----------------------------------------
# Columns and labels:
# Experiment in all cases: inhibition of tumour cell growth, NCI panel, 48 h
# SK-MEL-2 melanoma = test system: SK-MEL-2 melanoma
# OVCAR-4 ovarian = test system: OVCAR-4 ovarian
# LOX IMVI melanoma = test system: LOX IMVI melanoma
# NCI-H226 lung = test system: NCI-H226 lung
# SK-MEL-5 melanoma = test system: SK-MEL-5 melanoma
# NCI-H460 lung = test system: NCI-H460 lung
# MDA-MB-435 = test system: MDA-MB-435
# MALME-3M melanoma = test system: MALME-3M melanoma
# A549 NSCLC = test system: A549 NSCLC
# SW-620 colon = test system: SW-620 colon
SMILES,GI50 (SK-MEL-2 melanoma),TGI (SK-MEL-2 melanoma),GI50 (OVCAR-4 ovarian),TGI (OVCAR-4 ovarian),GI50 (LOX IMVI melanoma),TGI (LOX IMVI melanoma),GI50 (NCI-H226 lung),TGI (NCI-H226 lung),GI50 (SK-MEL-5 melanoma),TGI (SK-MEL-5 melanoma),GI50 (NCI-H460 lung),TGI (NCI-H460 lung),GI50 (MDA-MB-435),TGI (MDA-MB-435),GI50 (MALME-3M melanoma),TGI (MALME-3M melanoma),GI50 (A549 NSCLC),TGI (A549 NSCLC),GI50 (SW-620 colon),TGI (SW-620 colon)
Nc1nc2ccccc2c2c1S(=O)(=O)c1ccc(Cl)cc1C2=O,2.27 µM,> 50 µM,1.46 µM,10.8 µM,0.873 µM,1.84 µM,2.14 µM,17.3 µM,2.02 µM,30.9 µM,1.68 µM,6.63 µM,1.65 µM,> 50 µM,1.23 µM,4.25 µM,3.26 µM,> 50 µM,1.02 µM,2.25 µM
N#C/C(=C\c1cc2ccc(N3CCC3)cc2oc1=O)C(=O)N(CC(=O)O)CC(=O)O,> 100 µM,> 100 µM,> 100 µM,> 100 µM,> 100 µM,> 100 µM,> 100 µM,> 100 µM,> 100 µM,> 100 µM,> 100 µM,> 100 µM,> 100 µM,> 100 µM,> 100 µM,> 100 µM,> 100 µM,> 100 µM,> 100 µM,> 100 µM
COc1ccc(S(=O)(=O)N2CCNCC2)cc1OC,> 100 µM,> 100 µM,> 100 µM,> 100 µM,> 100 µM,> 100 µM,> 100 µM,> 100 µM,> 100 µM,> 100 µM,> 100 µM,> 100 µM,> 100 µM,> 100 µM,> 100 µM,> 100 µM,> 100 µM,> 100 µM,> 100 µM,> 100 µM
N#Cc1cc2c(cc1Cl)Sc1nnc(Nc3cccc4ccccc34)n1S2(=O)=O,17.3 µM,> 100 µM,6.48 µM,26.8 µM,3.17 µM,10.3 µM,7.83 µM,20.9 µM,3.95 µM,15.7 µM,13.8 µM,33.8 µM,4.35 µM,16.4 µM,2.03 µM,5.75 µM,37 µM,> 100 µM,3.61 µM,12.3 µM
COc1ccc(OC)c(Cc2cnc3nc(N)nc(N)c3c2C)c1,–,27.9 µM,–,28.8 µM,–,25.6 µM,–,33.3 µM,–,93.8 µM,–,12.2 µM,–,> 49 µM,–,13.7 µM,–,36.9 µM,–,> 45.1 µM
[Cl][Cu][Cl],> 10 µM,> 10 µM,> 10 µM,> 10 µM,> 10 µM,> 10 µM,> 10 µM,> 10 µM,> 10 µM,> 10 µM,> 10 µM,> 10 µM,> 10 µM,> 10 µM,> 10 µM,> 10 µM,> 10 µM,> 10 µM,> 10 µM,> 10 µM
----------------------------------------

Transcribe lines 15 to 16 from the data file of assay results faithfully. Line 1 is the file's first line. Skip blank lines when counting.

N#C/C(=C\c1cc2ccc(N3CCC3)cc2oc1=O)C(=O)N(CC(=O)O)CC(=O)O,> 100 µM,> 100 µM,> 100 µM,> 100 µM,> 100 µM,> 100 µM,> 100 µM,> 100 µM,> 100 µM,> 100 µM,> 100 µM,> 100 µM,> 100 µM,> 100 µM,> 100 µM,> 100 µM,> 100 µM,> 100 µM,> 100 µM,> 100 µM
COc1ccc(S(=O)(=O)N2CCNCC2)cc1OC,> 100 µM,> 100 µM,> 100 µM,> 100 µM,> 100 µM,> 100 µM,> 100 µM,> 100 µM,> 100 µM,> 100 µM,> 100 µM,> 100 µM,> 100 µM,> 100 µM,> 100 µM,> 100 µM,> 100 µM,> 100 µM,> 100 µM,> 100 µM